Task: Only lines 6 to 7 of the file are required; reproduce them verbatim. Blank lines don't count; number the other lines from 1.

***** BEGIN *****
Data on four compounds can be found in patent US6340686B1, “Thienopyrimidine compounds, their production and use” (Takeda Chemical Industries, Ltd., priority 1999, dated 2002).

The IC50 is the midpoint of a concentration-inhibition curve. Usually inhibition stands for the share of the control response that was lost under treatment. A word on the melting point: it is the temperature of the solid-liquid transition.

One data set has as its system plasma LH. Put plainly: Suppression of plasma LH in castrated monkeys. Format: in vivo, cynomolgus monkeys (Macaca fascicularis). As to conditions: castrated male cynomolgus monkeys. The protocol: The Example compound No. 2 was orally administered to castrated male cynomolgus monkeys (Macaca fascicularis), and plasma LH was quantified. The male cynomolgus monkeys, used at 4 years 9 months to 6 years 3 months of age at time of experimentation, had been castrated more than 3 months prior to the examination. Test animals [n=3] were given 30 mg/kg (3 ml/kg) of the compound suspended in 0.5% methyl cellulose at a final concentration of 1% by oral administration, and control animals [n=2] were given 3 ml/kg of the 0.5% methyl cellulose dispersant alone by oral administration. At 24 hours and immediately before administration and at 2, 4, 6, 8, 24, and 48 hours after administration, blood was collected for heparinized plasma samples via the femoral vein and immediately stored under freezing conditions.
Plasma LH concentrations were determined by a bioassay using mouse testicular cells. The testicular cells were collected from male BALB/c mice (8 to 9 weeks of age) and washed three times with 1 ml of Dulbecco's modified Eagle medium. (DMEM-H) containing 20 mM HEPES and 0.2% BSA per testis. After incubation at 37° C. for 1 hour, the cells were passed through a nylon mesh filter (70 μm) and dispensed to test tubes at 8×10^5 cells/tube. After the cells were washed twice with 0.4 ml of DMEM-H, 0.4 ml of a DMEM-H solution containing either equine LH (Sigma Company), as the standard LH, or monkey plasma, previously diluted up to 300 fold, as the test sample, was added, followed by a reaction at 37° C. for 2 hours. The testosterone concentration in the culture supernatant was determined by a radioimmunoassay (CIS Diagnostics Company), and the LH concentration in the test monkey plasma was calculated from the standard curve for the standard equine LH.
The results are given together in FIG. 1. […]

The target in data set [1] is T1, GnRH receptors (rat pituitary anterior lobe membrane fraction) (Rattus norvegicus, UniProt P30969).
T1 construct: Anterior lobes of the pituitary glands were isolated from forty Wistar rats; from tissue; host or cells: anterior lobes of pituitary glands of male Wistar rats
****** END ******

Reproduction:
The target in data set [1] is T1, GnRH receptors (rat pituitary anterior lobe membrane fraction) (Rattus norvegicus, UniProt P30969).
T1 construct: Anterior lobes of the pituitary glands were isolated from forty Wistar rats; from tissue; host or cells: anterior lobes of pituitary glands of male Wistar rats